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In 1950, Mrs. [Franklin D.] Roosevelt took Josh on a concert tour of Europe. In England, Norway, Sweden, Denmark and Scotland, he sang to sell-out crowds. Fifty thousand people showed up for one concert in Stockholm and at an Ambassador's party on Copenhagen; even the King of Denmark sat on the floor and joined in singing spirituals. In England, Princess Margaret asked Josh to sing Don't Smoke In Bed - Peter Rachtman, July, 1961 issue of 33 Guide, on Josh White's earlier visits to Europe

Author Topic: Johnnie Johnson  (Read 1365 times)

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Offline phhawk

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Johnnie Johnson
« on: April 16, 2005, 08:43:41 PM »
I just heard this morning that Johnnie Johnson has died. I was fortunate to have seen him play at the small Mill Valley club "The Sweetwater" and it was one of those great magical musical  moments. Not only was he the pianist on Chuck Berry's greatest hits, he was probably the last of the truly great boogie woogie pianists.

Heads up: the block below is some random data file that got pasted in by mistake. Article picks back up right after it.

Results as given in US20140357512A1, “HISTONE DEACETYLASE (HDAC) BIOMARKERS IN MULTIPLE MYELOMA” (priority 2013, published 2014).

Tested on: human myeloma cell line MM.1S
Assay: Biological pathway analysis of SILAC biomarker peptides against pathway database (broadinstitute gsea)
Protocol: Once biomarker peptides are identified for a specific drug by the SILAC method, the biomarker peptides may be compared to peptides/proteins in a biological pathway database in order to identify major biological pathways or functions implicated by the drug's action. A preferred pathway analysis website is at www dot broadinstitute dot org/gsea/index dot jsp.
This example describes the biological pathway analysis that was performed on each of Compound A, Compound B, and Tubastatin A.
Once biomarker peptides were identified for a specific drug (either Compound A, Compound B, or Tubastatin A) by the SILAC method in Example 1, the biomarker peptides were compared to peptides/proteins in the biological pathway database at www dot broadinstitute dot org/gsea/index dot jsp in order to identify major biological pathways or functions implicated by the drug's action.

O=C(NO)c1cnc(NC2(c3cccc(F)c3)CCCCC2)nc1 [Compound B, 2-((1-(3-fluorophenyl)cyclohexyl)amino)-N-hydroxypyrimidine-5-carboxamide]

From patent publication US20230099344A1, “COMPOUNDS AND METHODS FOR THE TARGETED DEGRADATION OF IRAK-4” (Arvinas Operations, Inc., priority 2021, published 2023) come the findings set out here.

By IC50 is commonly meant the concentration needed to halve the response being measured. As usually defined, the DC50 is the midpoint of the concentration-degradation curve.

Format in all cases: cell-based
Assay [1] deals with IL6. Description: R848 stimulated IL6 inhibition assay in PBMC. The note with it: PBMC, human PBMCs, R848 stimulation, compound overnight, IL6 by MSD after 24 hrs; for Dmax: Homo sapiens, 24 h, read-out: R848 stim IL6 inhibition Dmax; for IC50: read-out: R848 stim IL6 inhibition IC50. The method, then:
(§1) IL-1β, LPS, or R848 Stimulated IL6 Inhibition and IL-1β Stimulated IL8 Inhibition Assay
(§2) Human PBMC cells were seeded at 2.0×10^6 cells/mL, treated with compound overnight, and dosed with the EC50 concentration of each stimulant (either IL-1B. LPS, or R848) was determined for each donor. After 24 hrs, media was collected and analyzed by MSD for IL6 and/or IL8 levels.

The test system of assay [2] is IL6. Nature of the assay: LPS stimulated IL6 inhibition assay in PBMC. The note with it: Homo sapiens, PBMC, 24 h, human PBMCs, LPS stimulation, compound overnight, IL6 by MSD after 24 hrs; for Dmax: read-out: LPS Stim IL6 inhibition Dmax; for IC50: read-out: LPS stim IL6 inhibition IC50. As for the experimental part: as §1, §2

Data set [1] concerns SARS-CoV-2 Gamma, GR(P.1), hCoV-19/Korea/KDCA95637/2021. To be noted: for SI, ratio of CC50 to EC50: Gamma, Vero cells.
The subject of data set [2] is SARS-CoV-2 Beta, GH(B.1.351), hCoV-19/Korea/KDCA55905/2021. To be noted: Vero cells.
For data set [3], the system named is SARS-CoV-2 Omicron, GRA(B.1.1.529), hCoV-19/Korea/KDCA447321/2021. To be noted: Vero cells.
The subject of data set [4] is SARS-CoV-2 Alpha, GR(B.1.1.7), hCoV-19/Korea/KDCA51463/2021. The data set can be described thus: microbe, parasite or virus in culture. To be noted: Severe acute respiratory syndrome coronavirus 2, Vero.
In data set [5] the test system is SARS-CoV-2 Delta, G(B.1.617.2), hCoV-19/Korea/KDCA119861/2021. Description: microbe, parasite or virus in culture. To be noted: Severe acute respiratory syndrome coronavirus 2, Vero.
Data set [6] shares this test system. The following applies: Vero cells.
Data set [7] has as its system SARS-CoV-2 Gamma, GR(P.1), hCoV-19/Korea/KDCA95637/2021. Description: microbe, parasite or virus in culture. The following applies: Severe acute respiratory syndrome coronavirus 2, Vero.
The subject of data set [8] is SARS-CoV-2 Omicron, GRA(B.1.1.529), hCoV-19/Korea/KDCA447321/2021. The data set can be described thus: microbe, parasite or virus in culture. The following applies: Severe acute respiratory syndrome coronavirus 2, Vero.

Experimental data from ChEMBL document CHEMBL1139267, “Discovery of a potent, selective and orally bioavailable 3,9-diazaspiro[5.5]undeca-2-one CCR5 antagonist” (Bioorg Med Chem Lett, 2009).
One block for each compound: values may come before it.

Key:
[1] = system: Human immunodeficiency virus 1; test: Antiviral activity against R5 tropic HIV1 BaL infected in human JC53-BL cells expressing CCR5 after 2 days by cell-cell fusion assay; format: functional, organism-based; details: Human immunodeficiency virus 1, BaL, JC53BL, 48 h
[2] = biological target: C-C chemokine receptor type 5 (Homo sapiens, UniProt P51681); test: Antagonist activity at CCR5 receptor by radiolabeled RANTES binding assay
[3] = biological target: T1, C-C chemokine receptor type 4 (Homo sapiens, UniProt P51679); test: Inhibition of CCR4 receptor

HardLuckChild

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Re: Johnnie Johnson
« Reply #1 on: April 22, 2005, 04:57:38 PM »
I bought Berry's "The Great Twenty-Eight" when I was a teenager. Due to Chuck's guitar playing, and Johnson's piano pounding, I jumped around my room and banged my head harder than I banged it while listening to the heavy metal I loved prior to that. Johnnie Johnson is a guy who deserves a lot more credit for being an architect of rock 'n' roll. Johnnie will be missed.

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